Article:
Scope

Directive 2009/48/EC applies to toys defined as “products designed or intended, whether or not exclusively, for use in play by children under 14 years of age”. In order to adjust to the current practices of toy manufacturers, the new element of TSD 2009/48/EC is in the wording “whether or not exclusively” of the definition, which indicates that a product does not have to be exclusively intended for playing purposes to be considered a toy. Therefore, products with double functions are also considered as toys. Notwithstanding, the following toys are not included in the scope of TSD 2009/48/EC

  • Playground equipment intended for public use;
  • Automatic playing machines, whether coin operated or not, intended for public use;
  • Toy vehicles equipped with combustion engines;
  • Toy steam engines;
  • Slings and catapults.

Annex I of the TSD also presents a non-exhaustive list of products that are not considered as toys but that could originate confusions, and in which case, other EU Directives such as GPSD (2001/95/EC), MSD (98/37/EC), R&TTE (1999/5/EC), EMC (2004/108/EC) and LVD (2006/95/EC) may be applicable. This is the case of:

  • Decorative objects for festivities and celebrations;
  • Products for collectors, when intended for collectors of 14 years of age and above;
  • Sports equipment intended for children with a body mass of more than 20 kg;
  • Bicycles with a maximum saddle height of more than 435 mm;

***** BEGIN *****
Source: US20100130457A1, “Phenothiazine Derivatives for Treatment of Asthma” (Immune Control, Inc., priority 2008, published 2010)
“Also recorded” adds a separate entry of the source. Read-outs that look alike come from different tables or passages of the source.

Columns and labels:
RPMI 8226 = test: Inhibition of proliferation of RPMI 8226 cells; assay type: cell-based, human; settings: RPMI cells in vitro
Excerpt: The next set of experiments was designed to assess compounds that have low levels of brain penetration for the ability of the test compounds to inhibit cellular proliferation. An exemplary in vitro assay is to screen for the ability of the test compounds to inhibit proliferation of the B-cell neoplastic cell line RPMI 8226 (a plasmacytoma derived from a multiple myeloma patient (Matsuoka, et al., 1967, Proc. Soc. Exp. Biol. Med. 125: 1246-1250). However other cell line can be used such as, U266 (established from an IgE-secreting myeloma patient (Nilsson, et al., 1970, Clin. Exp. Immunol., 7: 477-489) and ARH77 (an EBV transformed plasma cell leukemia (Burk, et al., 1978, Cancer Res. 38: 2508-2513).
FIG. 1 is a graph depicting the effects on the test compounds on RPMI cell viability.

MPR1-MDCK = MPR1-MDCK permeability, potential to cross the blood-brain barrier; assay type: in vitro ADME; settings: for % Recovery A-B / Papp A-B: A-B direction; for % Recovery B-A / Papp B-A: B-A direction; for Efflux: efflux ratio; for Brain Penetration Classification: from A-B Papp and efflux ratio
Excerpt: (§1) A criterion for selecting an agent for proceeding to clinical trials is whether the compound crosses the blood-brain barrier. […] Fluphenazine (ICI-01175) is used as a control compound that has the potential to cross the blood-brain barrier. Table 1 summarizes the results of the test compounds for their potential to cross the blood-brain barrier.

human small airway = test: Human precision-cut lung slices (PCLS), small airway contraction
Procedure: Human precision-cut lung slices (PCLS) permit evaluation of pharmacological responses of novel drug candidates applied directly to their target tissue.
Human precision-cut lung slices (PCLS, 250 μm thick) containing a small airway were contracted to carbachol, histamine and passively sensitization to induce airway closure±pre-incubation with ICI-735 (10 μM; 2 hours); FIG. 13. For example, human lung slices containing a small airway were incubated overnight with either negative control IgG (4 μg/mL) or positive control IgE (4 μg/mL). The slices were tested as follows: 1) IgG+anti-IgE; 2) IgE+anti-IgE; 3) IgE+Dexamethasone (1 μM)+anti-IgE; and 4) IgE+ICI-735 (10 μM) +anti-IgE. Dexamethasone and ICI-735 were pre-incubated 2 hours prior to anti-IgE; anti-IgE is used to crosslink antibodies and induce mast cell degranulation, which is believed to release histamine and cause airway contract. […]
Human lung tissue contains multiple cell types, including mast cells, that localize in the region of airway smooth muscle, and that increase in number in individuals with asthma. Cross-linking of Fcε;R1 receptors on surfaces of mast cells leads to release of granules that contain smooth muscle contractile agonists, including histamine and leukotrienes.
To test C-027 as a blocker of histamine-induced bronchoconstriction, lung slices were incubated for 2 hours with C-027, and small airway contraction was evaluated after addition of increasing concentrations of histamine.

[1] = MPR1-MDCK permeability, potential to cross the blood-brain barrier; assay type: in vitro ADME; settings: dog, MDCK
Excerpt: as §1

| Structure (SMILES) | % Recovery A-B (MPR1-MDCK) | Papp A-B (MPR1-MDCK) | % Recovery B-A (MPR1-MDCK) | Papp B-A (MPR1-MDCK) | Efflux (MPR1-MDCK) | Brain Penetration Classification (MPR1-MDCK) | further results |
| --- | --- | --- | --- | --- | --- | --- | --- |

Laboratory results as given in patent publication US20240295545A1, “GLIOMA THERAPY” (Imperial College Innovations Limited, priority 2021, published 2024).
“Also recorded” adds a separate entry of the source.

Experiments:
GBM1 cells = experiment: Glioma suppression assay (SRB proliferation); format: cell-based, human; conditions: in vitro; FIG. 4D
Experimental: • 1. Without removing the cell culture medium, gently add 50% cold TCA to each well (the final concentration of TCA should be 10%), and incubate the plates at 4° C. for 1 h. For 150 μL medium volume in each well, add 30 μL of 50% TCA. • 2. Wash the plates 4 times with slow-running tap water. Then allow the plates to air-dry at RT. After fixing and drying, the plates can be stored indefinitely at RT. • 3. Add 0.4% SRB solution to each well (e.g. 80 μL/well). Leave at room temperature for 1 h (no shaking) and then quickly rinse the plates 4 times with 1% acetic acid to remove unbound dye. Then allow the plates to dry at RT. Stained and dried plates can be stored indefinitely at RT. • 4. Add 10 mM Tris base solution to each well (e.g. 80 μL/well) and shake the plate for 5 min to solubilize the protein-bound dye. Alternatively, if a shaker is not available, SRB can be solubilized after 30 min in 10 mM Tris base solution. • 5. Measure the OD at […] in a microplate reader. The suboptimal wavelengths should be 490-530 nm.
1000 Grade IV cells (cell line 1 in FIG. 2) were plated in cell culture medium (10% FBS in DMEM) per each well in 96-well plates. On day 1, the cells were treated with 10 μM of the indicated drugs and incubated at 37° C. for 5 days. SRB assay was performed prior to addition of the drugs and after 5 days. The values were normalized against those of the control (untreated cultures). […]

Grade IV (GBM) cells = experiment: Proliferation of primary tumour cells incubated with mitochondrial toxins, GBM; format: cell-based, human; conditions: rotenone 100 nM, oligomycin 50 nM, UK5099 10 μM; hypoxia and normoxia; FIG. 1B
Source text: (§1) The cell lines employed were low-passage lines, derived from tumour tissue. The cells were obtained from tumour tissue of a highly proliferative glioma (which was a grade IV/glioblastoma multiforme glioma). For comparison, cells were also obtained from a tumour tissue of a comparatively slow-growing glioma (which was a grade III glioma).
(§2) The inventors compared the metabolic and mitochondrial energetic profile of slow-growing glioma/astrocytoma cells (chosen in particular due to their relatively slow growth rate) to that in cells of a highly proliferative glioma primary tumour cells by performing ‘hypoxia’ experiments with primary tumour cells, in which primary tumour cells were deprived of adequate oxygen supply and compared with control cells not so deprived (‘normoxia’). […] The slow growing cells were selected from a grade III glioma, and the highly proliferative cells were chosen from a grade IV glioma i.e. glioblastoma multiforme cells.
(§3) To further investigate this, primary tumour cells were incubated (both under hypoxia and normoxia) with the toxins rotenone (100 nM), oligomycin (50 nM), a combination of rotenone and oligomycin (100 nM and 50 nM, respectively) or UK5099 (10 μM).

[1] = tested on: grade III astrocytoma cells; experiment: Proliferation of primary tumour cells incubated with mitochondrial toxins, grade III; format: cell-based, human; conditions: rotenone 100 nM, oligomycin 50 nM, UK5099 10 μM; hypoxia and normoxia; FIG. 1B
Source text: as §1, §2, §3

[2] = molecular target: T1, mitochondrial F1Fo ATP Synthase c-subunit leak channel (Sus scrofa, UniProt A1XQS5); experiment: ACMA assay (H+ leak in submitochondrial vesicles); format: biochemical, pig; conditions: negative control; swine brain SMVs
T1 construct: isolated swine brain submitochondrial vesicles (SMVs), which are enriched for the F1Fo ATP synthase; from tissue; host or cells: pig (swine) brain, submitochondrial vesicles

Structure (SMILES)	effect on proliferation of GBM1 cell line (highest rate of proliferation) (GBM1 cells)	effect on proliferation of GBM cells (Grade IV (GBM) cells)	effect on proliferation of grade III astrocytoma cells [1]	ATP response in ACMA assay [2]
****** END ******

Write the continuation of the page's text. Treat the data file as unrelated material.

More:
• Scooters and other means of transport intended to be used for travel on public roads or public pathways;
  • Electrically driven vehicles intended to be used for travel on public roads, public pathways, or pavement;
  • Aquatic equipment intended to be used in deep water, and swimming learning devices for children;
  • Puzzles with more than 500 pieces;
  • Guns and pistols using compressed gas;
  • Fireworks;
  • Products and games using sharp-pointed missiles;
  • Functional educational products operated at a nominal voltage exceeding 24 volts which are sold exclusively for teaching purposes under adult supervision;
  • Products intended for use for educational purposes in schools and other pedagogical contexts under the surveillance of an adult instructor;
  • Electronic equipment, such as personal computers and game consoles;
  • Interactive software, intended for leisure and entertainment, such as computer games, and their storage media;
  • Babies’ soothers;
  • Child-appealing luminaries;
  • Electrical transformers for toys;
  • Fashion accessories for children not for use in play.
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